The day is upon us, St. Valentine's Day—a curious combination of Christian and pagan symbols and traditions—when you have the opportunity to win your beloved's heart, or totally blow it.
From a man's perspective, it's another one of those Hallmark holidays, and not even a real holiday at that—government workers don't even get the day off. But if there's a woman in your life it's a day you ought to take seriously.
In their typical last-minute rush to buy cards and flowers, few men likely consider what all the fuss is about. That knowledge probably won't do you any good if you fail to meet your beloved's expectations, but here it is anyway.
As with love itself, the origins of St. Valentine's Day are somewhat obscure and mysterious, but some accounts have it that the holiday we celebrate today originates from pagan traditions and retains pagan symbols, perhaps to the delight of "The Da Vinci Code" aficionados.
There are various legends, but one of the most common has it that St. Valentine's Day originated from the ancient Roman celebration of Lupercalia, which was held in mid-winter each year and was somehow tied in with the sacred place the wolf held in Roman culture. How the wolf became linked to romantic love is unclear, but it may have something to do with the she-wolf that nurtured and suckled Romulus and Remus, Rome's legendary founders.
Anyway, each year for Lupercalia, young Roman maidens would place their names written on cards in a jar. In somewhat of the ancient Roman version of a dating service, young Roman men would draw a card and the maiden selected would become their "partner" for the year.
This custom didn't go over well with church authorities when Christianity became the Roman state religion. In the 5th century, the tradition was modified to be more in line with the new Christian morals.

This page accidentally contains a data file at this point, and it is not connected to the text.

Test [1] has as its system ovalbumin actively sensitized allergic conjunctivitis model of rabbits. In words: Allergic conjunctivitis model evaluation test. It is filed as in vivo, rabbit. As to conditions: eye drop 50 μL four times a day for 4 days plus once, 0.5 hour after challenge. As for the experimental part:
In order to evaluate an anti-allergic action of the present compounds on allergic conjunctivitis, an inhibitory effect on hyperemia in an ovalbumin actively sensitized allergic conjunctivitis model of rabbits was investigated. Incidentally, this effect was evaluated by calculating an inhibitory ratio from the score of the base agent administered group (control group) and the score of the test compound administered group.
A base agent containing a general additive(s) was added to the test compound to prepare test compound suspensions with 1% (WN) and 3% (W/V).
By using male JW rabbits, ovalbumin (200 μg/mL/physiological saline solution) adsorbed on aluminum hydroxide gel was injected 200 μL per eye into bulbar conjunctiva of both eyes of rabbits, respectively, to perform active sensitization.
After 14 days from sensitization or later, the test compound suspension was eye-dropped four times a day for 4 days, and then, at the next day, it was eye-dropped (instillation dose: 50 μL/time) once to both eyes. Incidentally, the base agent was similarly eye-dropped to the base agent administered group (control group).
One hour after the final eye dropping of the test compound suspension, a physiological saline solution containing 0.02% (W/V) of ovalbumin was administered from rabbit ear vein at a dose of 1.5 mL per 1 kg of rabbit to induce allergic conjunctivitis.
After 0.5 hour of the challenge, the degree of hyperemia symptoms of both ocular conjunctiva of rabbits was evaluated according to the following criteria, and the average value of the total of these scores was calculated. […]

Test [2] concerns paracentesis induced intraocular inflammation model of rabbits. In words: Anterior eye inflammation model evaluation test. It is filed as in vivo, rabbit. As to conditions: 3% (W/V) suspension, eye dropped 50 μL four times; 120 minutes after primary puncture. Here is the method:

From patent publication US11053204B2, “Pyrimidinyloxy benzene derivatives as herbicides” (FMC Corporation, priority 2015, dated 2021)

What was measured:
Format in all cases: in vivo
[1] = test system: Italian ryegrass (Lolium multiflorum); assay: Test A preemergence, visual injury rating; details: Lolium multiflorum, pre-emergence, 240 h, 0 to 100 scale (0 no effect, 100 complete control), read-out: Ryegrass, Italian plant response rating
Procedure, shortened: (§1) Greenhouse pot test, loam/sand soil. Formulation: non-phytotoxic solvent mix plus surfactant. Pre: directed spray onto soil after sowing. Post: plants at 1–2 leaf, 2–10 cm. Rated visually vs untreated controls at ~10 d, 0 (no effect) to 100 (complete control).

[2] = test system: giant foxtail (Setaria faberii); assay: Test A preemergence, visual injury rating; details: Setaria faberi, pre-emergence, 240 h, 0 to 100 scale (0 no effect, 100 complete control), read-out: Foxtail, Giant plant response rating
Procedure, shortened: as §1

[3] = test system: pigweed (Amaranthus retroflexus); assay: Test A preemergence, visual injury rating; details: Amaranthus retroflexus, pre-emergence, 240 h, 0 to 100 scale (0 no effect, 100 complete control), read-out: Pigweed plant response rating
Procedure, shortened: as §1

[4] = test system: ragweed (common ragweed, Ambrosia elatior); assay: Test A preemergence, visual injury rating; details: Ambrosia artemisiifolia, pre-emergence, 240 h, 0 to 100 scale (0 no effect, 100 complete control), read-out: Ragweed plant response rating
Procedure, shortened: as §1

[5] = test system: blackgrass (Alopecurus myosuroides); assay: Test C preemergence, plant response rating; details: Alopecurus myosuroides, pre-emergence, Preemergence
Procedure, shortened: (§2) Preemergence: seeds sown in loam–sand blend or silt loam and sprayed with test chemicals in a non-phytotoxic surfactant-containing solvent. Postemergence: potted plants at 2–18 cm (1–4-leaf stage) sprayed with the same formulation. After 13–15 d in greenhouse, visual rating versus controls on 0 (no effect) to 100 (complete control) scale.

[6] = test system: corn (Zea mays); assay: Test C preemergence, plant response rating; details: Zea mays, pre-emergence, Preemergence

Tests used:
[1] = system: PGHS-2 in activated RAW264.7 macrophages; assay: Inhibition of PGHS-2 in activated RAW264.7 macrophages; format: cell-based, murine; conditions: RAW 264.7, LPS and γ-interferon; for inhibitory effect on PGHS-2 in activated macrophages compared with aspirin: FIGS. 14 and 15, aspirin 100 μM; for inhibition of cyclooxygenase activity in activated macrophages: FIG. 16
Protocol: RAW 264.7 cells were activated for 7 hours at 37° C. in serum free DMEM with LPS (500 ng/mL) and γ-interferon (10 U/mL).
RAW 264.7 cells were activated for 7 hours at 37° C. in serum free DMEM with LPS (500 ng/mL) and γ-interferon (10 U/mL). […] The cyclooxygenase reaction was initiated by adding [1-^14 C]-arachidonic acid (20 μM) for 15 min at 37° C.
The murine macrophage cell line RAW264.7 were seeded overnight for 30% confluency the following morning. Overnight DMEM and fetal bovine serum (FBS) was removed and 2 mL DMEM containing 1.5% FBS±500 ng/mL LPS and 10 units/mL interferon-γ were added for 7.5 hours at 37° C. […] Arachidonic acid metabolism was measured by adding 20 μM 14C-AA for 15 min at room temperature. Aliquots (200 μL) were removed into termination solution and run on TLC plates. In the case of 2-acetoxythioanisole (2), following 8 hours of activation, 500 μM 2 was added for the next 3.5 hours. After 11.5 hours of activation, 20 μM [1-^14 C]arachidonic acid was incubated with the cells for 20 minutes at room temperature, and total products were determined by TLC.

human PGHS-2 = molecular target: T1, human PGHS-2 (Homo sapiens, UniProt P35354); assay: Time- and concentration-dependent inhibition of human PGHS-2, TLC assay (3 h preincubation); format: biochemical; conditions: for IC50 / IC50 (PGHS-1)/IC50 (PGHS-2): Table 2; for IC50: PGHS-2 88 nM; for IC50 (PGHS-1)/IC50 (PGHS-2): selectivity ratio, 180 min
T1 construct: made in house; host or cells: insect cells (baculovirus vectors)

Instead of drawing a woman's name from the jar, young Roman men would draw the name of a saint, whose virtues they were then supposed to emulate for a full year. History doesn't seem to record how the young Roman men felt about this, but we can venture a pretty good guess. In any event, the practice was eventually abolished, albeit several hundred years later.
The Roman Catholic Church tends to ignore this legend and instead ties the holiday to the martyrdom of St. Valentine. So, who was St. Valentine? The historical record is not clear, and there are several candidates, various men with Valentine-type names who did saintly things in their lives. But the most popular candidate is a priest named Valentinus.
According to the story, in the 3rd century the Roman Emperor Claudius II was in dire need of soldiers for his legions, but was having trouble recruiting men because they didn't want to leave their wives and families. So, being a typical tyrant, Claudius outlawed new marriages. Valentinus defied this edict and continued to perform the ceremonies. Unhappy about that, Claudius had Valentinus thrown into prison and executed, presumably on Feb. 14.
There are other legends associated with the origins of St. Valentine's Day.
One has it that in 14th-century France and England, young knights would draw a woman's name by lottery and become her champion or knight-errant for the next year. The name would be written on a heart, a common heraldic device, that the knight would wear on his arm—hence the modern-day phase of "wearing one's heart on a sleeve."
The medieval poet Geoffrey Chaucer tells us that Feb. 14 is the day each year when birds pair up to mate.
Somehow, these customs and beliefs evolved into St. Valentine's Day and the annual exchange of valentine cards, which didn't become a big deal until the 19th century and continue today as the holiday's most popular practice. According to the online encyclopedia Wikipedia, 1 billion valentine cards are exchanged each year in the United States alone.
Regardless of the origins of the holiday—pagan, Christian or a combination of both—that's a lot of valentines. And many of them depict a character that is undeniably pagan in origin.
Cupid, the cute little winged guy who shoots his arrows at would-be lovers, was the Roman god of love. To the ancient Greeks he was known as Eros, from where we derive the words "erotic" and "erotica."
Whatever your taste in love, Cupid had arrows to fit the occasion. The story has it he shot golden arrows to precipitate romantic love and arrows of lead for purely lustful encounters.
You might want to take that into consideration when shopping for a valentine for the woman of your fancy.